It took less than a day for both the editor at Covenant News and the American Family Association's Rev. Donald Wildmon to lose that "We are One" feeling, and get all dyspeptic over a bunch of agenda items listed in the category of "Civil Rights" posted at ( by the Obama Administration.

The editor of wrote:

The White House policies published on its new website confirms that Barack H. Obama intends to use his office to promote and maintain the sexual deviant criminal behavior of homosexuality (with malice aforethought).

Sweden’s Fix for Banks: Nationalize Them

The Swedes have a simple message to the Americans: Bite the bullet and nationalize.

Officials in Washington are trying to figure out how to shore up American banks that once ruled the financial world but now seem to weaken by the day, despite receiving hundreds of billions of dollars in government aid.

With Sweden’s banks effectively bankrupt in the early 1990s, a center-right government pulled off a rapid recovery that led to taxpayers making money in the long run.

Thursday, January 22, 2009

Obama Inauguration: A New Tone. No More Fake Optimism for The People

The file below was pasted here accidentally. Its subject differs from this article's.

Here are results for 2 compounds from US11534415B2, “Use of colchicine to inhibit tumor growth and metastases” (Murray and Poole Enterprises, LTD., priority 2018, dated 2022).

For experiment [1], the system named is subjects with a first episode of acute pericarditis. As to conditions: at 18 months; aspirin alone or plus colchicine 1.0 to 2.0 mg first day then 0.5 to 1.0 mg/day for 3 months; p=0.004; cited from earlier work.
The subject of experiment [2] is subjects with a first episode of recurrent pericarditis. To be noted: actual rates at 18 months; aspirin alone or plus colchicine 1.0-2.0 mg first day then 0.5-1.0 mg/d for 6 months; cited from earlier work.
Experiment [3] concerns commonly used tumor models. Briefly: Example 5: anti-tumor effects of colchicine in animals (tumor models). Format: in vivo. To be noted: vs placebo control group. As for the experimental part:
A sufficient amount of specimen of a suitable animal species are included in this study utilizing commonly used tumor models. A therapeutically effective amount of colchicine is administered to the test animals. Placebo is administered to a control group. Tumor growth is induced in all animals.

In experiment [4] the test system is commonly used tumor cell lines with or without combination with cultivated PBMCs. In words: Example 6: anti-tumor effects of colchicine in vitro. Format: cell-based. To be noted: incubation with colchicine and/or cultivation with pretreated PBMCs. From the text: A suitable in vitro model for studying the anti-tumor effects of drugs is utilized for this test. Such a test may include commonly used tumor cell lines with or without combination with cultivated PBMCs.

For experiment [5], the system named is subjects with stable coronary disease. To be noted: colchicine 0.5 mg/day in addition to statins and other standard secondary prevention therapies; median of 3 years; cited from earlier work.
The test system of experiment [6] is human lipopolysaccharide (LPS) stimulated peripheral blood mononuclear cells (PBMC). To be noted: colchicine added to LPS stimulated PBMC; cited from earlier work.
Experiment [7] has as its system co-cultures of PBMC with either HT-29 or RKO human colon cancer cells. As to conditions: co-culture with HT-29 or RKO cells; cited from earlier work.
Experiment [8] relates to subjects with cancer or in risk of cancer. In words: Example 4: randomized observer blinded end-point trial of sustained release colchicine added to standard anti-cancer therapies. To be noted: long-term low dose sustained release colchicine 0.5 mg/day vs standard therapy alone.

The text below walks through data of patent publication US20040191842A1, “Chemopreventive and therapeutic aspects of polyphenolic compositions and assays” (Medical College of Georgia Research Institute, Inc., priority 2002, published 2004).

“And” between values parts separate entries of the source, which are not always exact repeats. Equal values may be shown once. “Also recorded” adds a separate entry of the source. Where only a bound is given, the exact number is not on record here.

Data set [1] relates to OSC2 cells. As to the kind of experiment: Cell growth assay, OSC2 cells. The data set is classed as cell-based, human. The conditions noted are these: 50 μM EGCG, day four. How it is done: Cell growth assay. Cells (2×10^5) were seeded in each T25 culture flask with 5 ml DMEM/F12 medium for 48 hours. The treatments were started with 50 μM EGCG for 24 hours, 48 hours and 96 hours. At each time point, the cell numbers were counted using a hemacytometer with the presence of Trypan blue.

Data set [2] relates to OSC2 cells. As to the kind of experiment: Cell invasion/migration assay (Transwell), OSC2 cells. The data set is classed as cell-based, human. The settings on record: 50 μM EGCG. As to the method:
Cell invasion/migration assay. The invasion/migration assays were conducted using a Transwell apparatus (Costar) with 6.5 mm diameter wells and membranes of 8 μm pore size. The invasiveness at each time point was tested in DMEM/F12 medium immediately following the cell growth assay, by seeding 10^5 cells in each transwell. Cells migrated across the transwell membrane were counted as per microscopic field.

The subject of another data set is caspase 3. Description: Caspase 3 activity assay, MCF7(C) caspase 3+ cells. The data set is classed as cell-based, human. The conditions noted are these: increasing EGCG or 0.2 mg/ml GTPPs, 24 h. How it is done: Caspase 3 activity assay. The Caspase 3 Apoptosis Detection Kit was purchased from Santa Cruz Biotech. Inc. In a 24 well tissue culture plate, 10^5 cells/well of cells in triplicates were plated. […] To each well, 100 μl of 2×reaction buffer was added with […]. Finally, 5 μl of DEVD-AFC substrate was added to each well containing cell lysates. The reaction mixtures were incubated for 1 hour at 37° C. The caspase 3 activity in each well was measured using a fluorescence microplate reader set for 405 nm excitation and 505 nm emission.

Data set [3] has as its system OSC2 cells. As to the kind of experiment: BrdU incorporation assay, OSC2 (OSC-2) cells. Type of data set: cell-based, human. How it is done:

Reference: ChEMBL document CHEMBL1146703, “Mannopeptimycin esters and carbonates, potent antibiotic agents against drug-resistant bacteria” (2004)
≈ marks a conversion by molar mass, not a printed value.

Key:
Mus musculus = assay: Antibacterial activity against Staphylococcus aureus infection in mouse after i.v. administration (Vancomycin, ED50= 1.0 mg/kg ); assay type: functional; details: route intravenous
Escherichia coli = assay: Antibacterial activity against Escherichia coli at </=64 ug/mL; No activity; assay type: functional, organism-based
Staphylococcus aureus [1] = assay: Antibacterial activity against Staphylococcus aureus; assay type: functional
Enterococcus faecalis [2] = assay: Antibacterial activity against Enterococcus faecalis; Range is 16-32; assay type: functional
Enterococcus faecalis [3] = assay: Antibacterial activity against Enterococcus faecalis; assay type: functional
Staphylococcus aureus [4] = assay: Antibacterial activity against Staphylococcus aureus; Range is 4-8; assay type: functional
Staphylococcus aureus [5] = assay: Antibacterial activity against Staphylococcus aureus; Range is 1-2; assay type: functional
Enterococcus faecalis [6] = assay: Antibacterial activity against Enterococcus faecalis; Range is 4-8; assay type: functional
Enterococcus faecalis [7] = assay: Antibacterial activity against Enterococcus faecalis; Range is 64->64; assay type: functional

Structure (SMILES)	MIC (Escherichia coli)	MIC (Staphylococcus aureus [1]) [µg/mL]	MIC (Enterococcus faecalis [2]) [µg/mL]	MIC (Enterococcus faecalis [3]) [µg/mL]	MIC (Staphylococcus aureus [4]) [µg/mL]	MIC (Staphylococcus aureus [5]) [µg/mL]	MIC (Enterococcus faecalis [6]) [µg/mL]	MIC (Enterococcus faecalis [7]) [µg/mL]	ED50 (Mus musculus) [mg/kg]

by Naomi Wolf

I know that Barack Obama is incredibly smart, and it's not that I'm surprised that he gave a fantastic speech. But I've been following American politics for a long time, and sometimes you see something that works on so many levels that you kind of have to gasp at its sophistication.

This speech marked a sharp line in the sand, breaking overtly with the past administration. That message was clear and intentional. It is a much more confrontational approach than ­inauguration speeches have typically been in America. I am overjoyed.

I thought Obama did three things impressively. Firstly, he sounded a note of our dire circumstances that was in line with a reality that many have been in denial about. That is technically ­brilliant, because he's inheriting a mess, and he's telling people, "We're not going to dig ourselves out of this easily." But also, "Don't blame me for it all."